“I found early in the game that for me there’s no use trying to blend in,” Wolfe said. “I might as well be the village information-gatherer, the man from Mars who simply wants to know.”

Wolfe wasn’t, by any means, authorizing my jean-jacket-and-blue-jeans look. But I could be the man from Mars. And here was Wolfe saying my weirdness, my awkwardness, could be a powerful tool to help me know. I could embrace my out-of-placeness like an odd-duck superpower and then I could really see. Then I could really tell a story.

The end of the summer at the Peninsula Daily News, I got a crime story. By then, the paper had hired a few real reporters, with real experience, but they decided to keep me until I went back to college in the fall. I was there early, earlier than anyone, going through stacks of mail and faxes, trying to find a story I could write about. A car show. Something. 

The police scanner squawked a message about an arrest, a suspected bank robber, and a bar. I went to the bar. I was eighteen. I’d never had a beer and never been in a bar, much less at 10:30 on a weekday morning. I walked in.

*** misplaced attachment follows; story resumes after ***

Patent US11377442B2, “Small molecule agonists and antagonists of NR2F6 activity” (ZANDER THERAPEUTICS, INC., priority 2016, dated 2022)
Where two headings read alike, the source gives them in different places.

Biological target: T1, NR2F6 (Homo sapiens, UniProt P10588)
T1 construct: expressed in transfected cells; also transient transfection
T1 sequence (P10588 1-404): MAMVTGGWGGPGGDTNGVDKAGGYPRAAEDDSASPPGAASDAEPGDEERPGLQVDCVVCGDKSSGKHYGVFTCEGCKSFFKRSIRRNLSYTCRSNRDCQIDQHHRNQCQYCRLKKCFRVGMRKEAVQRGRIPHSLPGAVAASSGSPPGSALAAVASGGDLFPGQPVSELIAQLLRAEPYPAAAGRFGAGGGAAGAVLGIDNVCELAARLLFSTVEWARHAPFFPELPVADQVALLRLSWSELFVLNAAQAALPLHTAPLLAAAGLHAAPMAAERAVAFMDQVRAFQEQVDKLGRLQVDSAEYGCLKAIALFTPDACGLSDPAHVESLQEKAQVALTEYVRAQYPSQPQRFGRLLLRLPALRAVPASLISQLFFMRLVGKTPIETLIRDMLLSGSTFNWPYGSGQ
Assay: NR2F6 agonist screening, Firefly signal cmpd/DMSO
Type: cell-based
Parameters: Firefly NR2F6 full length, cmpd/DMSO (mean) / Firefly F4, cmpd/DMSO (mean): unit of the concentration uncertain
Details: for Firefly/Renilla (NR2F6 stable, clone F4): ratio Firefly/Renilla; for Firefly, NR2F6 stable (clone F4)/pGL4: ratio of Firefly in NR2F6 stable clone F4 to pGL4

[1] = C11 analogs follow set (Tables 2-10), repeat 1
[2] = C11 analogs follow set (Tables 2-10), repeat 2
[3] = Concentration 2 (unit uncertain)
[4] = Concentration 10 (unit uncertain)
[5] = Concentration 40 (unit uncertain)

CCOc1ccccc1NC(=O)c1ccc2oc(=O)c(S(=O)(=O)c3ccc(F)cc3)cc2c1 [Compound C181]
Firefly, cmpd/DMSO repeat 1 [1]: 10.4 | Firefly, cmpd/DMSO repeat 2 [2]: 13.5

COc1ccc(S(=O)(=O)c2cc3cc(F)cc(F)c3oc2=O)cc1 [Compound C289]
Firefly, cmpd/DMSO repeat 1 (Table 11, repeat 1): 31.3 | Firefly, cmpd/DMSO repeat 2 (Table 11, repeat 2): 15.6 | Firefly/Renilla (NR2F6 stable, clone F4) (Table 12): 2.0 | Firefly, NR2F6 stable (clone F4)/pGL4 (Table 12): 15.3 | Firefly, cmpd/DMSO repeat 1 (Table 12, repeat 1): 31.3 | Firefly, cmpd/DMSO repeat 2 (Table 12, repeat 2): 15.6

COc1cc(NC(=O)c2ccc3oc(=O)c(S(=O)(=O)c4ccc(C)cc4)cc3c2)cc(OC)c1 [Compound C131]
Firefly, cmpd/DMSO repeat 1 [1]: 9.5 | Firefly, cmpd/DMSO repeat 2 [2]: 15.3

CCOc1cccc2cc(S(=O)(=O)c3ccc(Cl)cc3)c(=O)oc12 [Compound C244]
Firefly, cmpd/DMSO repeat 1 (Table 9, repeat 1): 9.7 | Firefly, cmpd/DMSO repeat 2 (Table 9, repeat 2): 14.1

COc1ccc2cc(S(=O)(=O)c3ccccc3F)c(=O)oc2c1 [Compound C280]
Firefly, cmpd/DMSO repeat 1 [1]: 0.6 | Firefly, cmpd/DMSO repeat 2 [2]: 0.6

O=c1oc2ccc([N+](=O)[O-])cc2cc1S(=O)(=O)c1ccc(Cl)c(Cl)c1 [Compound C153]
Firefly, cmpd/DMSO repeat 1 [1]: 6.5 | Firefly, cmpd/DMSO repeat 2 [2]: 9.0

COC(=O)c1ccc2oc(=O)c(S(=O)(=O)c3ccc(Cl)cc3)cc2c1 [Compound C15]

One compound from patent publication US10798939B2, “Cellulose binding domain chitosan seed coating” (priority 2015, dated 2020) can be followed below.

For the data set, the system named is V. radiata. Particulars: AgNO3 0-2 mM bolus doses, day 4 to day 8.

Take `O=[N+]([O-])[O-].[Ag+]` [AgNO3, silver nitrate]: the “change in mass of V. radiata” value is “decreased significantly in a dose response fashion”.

I told the bartender who I was and asked if there was a bank robber arrested there. She said yeah, and she’d talk to me after the police finished taking her statement. I could wait. She gave me the beer the bank robber bought before she called the police and they came and arrested him. “He didn’t drink any,” she said. So I did. 

The man had been on a bit of a bender, before that last beer he didn’t drink. Released from jail a week before, he robbed a bank, lost a bunch of his stealings at a casino, got a cheap hotel, and drank all day for four, five days at the bar next door. Until they caught him.

When he robbed the bank he was wearing a cowboy hat, which the police thought was a disguise, obscuring his face, distracting eye witnesses. When he was arrested, he was wearing the same hat.